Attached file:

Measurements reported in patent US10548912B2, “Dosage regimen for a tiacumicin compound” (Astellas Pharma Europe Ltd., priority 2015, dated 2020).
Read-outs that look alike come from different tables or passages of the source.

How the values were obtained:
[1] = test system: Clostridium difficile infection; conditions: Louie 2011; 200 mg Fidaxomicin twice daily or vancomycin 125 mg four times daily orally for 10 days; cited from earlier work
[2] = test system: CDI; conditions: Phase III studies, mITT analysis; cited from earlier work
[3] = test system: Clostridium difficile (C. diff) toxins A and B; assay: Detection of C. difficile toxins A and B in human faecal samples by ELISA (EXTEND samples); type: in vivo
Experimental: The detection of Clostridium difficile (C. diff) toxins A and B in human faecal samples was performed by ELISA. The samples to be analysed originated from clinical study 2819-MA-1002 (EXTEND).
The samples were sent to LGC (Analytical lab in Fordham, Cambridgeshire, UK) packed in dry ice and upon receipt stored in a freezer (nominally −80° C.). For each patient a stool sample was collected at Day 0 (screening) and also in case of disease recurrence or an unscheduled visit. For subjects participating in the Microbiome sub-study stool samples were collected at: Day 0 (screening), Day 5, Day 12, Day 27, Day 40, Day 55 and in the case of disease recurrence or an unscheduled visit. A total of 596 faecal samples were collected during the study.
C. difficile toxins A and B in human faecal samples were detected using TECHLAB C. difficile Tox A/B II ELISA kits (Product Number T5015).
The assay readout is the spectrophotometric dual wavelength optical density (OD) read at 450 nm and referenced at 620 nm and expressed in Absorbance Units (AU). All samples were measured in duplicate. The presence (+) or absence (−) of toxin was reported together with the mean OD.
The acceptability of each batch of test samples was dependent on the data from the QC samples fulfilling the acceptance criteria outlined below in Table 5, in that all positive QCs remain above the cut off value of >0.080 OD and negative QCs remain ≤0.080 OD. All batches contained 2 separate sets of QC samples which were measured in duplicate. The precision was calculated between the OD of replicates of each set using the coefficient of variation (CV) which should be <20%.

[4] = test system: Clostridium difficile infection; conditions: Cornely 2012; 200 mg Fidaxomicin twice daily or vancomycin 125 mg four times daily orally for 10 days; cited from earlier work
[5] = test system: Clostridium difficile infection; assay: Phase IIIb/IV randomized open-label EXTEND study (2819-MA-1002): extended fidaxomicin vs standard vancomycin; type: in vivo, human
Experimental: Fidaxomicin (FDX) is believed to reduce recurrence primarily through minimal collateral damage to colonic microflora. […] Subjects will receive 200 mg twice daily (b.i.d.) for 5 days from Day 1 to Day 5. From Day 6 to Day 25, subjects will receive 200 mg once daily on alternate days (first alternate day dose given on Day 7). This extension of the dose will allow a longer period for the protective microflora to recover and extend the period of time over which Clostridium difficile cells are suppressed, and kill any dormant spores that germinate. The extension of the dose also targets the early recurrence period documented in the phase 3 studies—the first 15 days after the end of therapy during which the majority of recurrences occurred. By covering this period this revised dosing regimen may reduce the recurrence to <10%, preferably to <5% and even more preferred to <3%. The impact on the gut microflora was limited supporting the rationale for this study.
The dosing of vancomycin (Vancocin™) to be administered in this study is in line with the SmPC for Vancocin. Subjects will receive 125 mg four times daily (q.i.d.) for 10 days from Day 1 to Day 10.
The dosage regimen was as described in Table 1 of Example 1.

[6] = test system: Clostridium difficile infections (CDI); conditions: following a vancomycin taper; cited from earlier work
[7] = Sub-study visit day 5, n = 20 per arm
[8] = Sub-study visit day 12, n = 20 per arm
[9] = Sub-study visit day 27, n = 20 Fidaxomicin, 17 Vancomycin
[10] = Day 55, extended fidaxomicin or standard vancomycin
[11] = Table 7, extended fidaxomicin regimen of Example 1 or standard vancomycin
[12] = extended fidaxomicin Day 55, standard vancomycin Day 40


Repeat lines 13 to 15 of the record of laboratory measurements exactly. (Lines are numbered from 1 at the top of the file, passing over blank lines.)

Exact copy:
[5] = test system: Clostridium difficile infection; assay: Phase IIIb/IV randomized open-label EXTEND study (2819-MA-1002): extended fidaxomicin vs standard vancomycin; type: in vivo, human
Experimental: Fidaxomicin (FDX) is believed to reduce recurrence primarily through minimal collateral damage to colonic microflora. […] Subjects will receive 200 mg twice daily (b.i.d.) for 5 days from Day 1 to Day 5. From Day 6 to Day 25, subjects will receive 200 mg once daily on alternate days (first alternate day dose given on Day 7). This extension of the dose will allow a longer period for the protective microflora to recover and extend the period of time over which Clostridium difficile cells are suppressed, and kill any dormant spores that germinate. The extension of the dose also targets the early recurrence period documented in the phase 3 studies—the first 15 days after the end of therapy during which the majority of recurrences occurred. By covering this period this revised dosing regimen may reduce the recurrence to <10%, preferably to <5% and even more preferred to <3%. The impact on the gut microflora was limited supporting the rationale for this study.
The dosing of vancomycin (Vancocin™) to be administered in this study is in line with the SmPC for Vancocin. Subjects will receive 125 mg four times daily (q.i.d.) for 10 days from Day 1 to Day 10.